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Key Findings

Physician Recruitment: 94% of all surgeons (48/51) who cared for Medicare eligible women with breast cancer in the region agreed to refer those participants to CHESS. There were no obvious differences between surgeons who agreed to participate and those who did not.

Patient Referral: 90% of all patients were referred to us (45/51) by their surgeons; the rest came from self referral as a result of local publicity about the study. We estimate that surgeons referred to us 65% of all patients who were eligible.

Patient Acceptance: 75% of the patients referred to us (38/51) ended up having CHESS placed in their homes. Two factors may distinguish CHESS acceptors from CHESS rejectors: women who lived alone accepted CHESS 91% of the time, while women who lived with someone else accepted it 60% of the time; and acceptors were most likely to have some computer experience (36% vs. 16% for those who declined) although the vast majority of women who accepted CHESS had no computer experience.

Patterns of Use: The extent to which Medicare-eligible women with breast cancer used CHESS compares favorably with studies of younger women with breast cancer. The Medicare women used Discussion groups less (but still more than any other service) and the Decision, Action Plan and Stress Management programs more than younger women. The most common reason for using CHESS services (other than Discussion Group) was to obtain technical information. Discussion Group was used to obtain social support. Neither age, computer experience, nor number of co-morbidities affected the amount of CHESS use.

Impact on Quality of Life: We measured changes in 48 quality of life questions. High users of CHESS (the top 65% of users) were ten times more likely than low users to improve on quality of life. Because there was no control group, we can't be sure whether the high users would have improved more than low users even without CHESS, however, we were unable to identify other factors that may account for improvement in quality of life. Furthermore, when compared to CHESS studies that involved control groups, the results of this study were similar on 28 questions, better on 9 of them, and worse on 11. The implication is that CHESS seems to be having a positive impact on quality of life in older women with breast cancer.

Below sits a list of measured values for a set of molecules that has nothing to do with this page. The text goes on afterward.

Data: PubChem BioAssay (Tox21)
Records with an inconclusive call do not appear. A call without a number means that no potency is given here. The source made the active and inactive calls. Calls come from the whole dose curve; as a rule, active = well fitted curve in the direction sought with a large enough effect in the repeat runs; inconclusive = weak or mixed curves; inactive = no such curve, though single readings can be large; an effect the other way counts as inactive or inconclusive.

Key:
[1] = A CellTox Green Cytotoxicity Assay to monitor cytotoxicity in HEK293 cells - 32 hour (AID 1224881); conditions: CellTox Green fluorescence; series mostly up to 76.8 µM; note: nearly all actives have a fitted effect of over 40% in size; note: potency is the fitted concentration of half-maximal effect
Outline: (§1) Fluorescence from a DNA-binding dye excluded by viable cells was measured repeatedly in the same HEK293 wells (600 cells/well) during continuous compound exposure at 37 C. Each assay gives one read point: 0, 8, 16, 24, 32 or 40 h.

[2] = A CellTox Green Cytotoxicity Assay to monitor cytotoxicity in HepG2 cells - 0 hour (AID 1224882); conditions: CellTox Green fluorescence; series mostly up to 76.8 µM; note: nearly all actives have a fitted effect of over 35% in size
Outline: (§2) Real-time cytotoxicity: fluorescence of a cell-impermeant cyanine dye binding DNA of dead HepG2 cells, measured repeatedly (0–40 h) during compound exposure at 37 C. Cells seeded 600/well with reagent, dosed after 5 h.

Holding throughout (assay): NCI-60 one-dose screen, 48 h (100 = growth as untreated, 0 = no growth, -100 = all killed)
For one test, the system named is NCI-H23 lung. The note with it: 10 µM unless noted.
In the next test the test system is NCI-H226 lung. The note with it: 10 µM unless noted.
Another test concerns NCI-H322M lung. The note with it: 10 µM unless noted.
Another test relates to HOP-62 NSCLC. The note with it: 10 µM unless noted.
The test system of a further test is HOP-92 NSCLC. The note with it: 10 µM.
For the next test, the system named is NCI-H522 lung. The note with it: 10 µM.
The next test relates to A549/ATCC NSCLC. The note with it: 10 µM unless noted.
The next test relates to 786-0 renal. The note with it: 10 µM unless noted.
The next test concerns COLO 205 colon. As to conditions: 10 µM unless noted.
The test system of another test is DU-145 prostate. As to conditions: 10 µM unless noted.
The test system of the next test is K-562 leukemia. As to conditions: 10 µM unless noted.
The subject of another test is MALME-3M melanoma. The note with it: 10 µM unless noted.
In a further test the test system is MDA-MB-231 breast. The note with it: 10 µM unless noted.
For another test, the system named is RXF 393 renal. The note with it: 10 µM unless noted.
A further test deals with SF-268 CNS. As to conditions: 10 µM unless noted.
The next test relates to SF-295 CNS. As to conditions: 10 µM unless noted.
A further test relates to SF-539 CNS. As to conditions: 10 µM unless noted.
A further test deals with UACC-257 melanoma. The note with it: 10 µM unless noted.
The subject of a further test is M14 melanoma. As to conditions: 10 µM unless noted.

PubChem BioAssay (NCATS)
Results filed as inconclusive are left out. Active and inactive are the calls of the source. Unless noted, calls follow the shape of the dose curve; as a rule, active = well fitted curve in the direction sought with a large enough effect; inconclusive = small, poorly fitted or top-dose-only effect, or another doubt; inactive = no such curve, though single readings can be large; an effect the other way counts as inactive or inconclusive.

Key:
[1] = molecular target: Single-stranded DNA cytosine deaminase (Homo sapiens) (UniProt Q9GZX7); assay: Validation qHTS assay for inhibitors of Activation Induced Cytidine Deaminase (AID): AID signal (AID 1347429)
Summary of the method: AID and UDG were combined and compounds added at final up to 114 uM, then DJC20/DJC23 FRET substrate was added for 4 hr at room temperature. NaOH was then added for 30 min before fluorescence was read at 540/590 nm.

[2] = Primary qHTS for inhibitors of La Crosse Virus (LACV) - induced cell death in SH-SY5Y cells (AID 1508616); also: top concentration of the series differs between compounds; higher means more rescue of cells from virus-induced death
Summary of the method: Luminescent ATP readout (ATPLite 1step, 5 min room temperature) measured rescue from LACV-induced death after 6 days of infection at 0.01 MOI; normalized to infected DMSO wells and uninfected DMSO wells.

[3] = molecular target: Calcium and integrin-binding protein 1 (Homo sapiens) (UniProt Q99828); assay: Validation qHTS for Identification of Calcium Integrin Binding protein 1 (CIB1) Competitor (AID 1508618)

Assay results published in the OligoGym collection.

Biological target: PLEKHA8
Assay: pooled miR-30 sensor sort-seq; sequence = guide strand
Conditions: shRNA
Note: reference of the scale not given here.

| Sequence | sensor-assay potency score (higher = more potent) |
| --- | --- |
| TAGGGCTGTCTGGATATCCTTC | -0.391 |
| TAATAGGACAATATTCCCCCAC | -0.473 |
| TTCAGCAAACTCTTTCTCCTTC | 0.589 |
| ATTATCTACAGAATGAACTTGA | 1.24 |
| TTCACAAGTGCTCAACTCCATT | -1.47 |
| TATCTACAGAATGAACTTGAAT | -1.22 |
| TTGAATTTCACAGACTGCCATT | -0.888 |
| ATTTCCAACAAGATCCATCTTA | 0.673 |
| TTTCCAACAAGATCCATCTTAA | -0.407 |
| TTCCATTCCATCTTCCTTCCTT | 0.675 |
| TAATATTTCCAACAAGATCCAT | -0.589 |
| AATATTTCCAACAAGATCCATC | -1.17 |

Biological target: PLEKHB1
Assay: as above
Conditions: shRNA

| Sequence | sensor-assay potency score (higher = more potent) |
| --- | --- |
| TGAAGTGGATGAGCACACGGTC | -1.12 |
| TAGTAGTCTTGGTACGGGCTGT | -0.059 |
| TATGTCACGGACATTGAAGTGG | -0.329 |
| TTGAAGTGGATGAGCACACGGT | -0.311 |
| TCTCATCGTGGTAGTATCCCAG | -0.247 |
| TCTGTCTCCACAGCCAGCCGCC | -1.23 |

Decision-Making: Patients who chose lumpectomy over mastectomy seemed to have different system of values. Risk of recurrence was less important to them and physical concerns such as arm mobility seemed more important. We found few differences between patients who choose and reject tamoxifen. The number of patients (6) who made a chemotherapy decision were few, preventing any conclusions about the values driving them. However, those who made the chemotherapy decision felt CHESS services were either quite or very helpful. Several patients said they wished that CHESS were available much sooner. The implication is that CHESS can help us understand the issues driving women's breast cancer decisions, and while CHESS is having a positive effect on quality of life (and possibly on chemotherapy decision making), we need to get CHESS to patients sooner if we want it to have maximal effect on their surgical decision making.


This project tested the feasibility of recruiting Medicare-eligible breast cancer patients (and their doctors) in a five-county area of Wisconsin to accept and use CHESS, and demonstrated the feasibility of conducting a full-scale evaluation of CHESS impact with this population. No previous evaluations of CHESS addressed its effects in a Medicare-eligible population, nor did they address the extent and means by which CHESS can reach and influence a full population of patients (as opposed to a group of patients who volunteer to participate in a study).


This project allowed us to examine the practicalities of a region-wide dissemination of CHESS, including what happens when we target a complete geographic region containing a wide variety of health care providers ranging from large integrated delivery systems to solo practitioners in small rural areas. We learned how to penetrate various segments of the delivery system and how effectively such strategies worked. The five-county area included in this study covers urban, suburban and rural areas, a range of socioeconomic status, and a mixture of health-care organizational structures. The project had two goals:

  1. Examine CHESS acceptance and use in a population of female Medicare beneficiaries with breast cancer, in particular:
    1. Examine CHESS acceptance and use in a population of female Medicare beneficiaries with breast cancer, in particular:
      • Maximize the extent to which physicians and surgeons encouraged these patients to use CHESS;
      • Maximize the extent to which Medicare-eligible women with cancer accept and use CHESS; and,
      • Understand factors that distinguish women who accept and use CHESS from those who don't.
    2. Collect preliminary evidence of whether CHESS has had an impact on quality of life and treatment decisions in preparation for a full-scale evaluation of CHESS effects.

Funding Period:
October 1995
Principal Investigators:
David Gustafson Sr., Ph.D